"Thus, writing narrative—and reading it—is an act of faith that places us in time and space, locating us in a chronology that suggests by its very order both the cause and meaning of our lives." —Leslie Leyland Fields in Christianity Today.
Lubomyr Melnyk has spent his life pioneering a new kind of music for piano: continuous music. "The basic concept," he says, "is that it's a continuous stream of sound, unbroken. There are no phrases of slow notes, rapid notes, and pauses, the way other music is built.”
Listening to continuous music takes some getting used to. (This is especially so when you hear the music live. The sounds move through a room and bounce off walls differently than they do in a recording.) It requires a kind of attention that I, at least, had to cultivate, not unlike meditation. Melnyk himself has spent decades cultivating these skills: he’s trained his hands to play almost twenty notes per hand per second, and some of his pieces last forty-five unbroken minutes or longer. The effect is fundamentally different than classical and other conventional forms of music. It’s music to get lost in—you must get lost in it in order to follow it.
Continuous music is not built around the traditional structure of melody; rather, it is a sonic space Melnyk creates in which the sound of the piano itself flourishes. Notes build upon and interact with one another in a way that is fluid and almost out of control, almost like chaos. Once you get used to this, classical piano compositions start to feel stiff and incomplete in contrast. Melnyk compares himself this way: "Classical pianists, they live in the music they're playing. They live in the sonata; they live in the piano concerto. They don't live in their fingers."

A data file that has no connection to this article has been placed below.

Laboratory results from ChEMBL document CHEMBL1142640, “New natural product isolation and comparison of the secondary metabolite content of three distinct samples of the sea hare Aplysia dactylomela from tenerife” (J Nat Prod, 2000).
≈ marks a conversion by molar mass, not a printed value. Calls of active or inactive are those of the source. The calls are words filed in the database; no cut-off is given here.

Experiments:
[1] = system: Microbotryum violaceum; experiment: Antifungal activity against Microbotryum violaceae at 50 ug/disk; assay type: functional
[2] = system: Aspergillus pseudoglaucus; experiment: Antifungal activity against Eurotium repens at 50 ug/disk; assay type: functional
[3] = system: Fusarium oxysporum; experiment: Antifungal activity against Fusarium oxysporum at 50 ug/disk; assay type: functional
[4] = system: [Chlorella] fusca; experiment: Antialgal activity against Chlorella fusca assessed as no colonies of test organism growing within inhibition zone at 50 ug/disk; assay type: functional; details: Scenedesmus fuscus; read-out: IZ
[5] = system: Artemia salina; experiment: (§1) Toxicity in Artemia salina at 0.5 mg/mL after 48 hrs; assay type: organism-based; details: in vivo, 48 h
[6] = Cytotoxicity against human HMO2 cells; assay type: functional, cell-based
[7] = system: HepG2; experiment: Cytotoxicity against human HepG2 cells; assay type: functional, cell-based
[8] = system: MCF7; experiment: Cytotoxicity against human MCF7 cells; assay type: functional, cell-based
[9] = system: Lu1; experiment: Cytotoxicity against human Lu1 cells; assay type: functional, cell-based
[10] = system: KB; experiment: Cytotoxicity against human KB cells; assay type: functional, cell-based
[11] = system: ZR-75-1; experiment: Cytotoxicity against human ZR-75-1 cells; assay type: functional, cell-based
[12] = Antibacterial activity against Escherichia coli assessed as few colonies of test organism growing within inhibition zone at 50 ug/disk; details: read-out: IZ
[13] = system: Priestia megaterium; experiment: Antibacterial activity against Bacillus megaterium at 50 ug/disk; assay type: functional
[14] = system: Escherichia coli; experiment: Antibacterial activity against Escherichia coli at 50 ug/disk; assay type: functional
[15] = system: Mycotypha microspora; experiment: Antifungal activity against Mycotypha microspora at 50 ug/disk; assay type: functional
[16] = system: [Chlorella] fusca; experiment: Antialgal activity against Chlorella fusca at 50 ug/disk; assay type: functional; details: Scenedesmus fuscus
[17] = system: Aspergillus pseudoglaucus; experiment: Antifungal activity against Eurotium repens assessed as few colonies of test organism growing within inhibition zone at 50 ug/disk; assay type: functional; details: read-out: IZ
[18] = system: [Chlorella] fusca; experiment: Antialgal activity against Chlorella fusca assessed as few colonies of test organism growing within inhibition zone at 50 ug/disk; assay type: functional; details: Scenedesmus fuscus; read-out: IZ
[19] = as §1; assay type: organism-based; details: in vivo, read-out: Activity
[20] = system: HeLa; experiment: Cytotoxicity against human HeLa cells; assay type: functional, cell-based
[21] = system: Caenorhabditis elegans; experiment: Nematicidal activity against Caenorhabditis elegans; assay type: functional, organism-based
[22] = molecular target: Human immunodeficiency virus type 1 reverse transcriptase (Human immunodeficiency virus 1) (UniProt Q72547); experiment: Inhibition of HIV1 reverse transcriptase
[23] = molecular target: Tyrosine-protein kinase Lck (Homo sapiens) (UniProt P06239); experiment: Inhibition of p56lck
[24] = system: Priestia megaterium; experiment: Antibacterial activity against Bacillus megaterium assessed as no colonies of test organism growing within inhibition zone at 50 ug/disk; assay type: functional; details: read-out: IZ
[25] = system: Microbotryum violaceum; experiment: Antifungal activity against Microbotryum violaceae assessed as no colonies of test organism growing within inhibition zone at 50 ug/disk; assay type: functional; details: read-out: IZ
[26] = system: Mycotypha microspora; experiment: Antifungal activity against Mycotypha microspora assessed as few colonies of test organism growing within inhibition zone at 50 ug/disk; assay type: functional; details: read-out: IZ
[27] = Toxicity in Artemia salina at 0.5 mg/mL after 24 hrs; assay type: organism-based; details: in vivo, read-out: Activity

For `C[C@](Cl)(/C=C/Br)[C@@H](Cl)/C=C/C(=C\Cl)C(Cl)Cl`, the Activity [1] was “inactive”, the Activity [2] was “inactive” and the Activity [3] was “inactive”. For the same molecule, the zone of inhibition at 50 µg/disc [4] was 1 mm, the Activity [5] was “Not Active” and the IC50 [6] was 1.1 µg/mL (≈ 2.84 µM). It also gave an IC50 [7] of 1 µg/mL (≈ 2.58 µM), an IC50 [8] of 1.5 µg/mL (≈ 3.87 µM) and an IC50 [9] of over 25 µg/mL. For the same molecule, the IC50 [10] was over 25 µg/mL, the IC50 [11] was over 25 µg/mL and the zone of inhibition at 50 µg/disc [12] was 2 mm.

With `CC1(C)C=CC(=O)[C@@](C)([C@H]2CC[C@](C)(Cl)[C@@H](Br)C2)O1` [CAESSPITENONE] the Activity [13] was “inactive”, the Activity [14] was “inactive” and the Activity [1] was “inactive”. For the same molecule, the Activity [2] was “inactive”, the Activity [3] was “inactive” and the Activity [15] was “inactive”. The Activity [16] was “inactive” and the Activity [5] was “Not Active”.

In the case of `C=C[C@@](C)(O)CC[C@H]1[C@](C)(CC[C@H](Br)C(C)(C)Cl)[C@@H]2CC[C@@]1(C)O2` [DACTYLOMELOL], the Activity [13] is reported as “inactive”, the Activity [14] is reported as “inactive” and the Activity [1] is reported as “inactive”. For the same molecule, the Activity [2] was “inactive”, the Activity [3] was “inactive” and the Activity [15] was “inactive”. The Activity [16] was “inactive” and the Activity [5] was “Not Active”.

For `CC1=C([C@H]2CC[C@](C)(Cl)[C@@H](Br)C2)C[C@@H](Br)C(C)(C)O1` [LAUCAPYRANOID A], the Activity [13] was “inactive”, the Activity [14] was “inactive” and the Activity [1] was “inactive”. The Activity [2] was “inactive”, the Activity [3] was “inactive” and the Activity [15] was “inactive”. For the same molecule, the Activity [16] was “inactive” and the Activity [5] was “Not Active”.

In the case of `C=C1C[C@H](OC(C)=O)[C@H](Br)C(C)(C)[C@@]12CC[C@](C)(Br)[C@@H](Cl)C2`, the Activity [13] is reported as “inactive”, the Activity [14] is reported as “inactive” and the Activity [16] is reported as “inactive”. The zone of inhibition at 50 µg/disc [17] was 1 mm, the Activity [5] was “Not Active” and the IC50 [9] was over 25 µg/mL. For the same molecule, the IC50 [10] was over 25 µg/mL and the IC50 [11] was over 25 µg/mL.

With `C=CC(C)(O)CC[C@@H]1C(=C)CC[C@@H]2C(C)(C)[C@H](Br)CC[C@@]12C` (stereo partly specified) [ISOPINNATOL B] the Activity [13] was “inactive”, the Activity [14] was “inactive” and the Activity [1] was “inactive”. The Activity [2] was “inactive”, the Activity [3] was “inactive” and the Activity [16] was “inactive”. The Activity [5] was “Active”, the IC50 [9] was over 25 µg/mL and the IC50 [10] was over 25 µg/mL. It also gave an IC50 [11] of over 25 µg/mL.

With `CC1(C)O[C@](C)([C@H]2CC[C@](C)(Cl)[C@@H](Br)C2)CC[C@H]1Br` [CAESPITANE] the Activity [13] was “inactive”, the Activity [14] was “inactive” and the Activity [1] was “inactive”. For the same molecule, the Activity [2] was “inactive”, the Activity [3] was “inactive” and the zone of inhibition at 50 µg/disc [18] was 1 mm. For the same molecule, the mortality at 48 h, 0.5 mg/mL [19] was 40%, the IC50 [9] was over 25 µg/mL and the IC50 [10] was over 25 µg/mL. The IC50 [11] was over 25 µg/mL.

Continuous music fascinates me in part because it seems like an antidote to an over-emphasis on story. I’m suspicious of story, of the popular push to understand our lives as part of a larger narrative. God’s narrative. In part, story is an alternative to the conception of Truth as propositional—laws, dogma, rational systems, assertions to be proved or disproved. When Christians understand their faith as participation in a divine story, Truth can operate in many different ways—experienced, incarnated in individual lives, unspeakably complex.
But I suspect that the idea of life in a narrative structure—even if it’s a structured unknowing—is shaping my expectations in a way that stops me from being entirely present. I wonder if, when I imagine my confusions, pains, encounters, and observations as material to one day be grasped and threaded together into a coherent arc—I wonder if I’m stopping short of a threshold where life is more unwieldy, but also deeper and more luminous.
When he plays, Melnyk keeps his foot on the sustain pedal, lifting the dampers away from the strings, allowing them to vibrate freely and the notes to decay naturally. With the dampers lifted, surrounding piano strings can also vibrate in sympathy with strings whose vibrations are mathematically related to their own, meaning that many strings vibrate without being struck. New patterns emerge from their interactions. At times, it’s difficult to tell if their swells are real or imagined.
When I live in anticipation of divine narrative in my own life, I suspect I’m living in the sonata, in the concerto.
I want to know what it’s like to live in my fingers.
Instead of a melody, a progression of notes, the notes in Melnyk's music are a shimmering mass, accumulating and undulating through the space around him. When you are in a room with Melnyk playing piano, you are in a room where sounds and harmonic relationships are bouncing through the space and compounding one another, creating swells and ripples in the air. There is Melnyk, alive in his fingers, and there is the music, continually escaping structure, continually expanding.
What else is there to do but listen?
Paintings above by Alex Kanevsky